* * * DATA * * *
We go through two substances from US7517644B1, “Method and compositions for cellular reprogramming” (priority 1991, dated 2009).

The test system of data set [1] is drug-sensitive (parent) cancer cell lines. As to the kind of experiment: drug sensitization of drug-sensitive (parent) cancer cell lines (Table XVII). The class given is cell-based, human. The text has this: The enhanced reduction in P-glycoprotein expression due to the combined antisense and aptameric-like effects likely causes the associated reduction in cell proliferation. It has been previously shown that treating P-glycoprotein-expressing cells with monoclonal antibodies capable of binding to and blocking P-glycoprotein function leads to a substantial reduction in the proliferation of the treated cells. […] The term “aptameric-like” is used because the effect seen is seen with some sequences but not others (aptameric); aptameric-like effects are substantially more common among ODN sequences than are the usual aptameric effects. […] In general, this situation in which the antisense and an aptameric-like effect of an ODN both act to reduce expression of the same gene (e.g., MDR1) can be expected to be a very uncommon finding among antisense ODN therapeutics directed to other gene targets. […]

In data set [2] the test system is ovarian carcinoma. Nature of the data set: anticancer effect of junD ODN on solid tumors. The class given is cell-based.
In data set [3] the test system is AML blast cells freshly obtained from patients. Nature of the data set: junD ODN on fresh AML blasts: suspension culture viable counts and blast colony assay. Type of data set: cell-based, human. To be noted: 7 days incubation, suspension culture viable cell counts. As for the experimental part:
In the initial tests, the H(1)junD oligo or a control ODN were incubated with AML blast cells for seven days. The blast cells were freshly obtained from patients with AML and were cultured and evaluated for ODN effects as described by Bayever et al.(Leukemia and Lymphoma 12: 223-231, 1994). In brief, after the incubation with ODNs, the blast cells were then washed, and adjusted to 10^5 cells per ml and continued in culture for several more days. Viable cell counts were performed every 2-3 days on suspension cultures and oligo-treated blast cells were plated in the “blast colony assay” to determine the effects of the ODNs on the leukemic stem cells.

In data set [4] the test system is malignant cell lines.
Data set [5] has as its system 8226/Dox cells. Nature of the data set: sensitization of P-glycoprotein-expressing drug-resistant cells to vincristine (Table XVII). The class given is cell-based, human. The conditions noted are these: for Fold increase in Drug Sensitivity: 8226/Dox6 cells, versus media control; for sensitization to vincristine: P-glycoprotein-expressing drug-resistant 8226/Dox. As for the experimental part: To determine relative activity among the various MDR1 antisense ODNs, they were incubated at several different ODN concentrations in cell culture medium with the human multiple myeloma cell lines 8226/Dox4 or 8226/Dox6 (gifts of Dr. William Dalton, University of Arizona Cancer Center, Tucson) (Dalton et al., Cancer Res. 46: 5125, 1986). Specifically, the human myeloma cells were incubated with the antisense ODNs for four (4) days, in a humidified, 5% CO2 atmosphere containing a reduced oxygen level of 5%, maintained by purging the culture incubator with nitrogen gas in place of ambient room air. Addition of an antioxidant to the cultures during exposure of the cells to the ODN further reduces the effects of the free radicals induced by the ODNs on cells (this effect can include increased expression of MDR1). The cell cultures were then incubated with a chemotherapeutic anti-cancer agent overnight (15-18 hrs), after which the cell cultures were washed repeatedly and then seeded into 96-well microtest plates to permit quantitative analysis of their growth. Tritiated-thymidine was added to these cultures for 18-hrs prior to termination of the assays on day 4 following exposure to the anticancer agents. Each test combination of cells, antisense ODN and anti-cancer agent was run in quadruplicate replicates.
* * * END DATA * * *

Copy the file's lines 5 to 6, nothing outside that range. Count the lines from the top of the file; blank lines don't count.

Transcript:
In the initial tests, the H(1)junD oligo or a control ODN were incubated with AML blast cells for seven days. The blast cells were freshly obtained from patients with AML and were cultured and evaluated for ODN effects as described by Bayever et al.(Leukemia and Lymphoma 12: 223-231, 1994). In brief, after the incubation with ODNs, the blast cells were then washed, and adjusted to 10^5 cells per ml and continued in culture for several more days. Viable cell counts were performed every 2-3 days on suspension cultures and oligo-treated blast cells were plated in the “blast colony assay” to determine the effects of the ODNs on the leukemic stem cells.

In data set [4] the test system is malignant cell lines.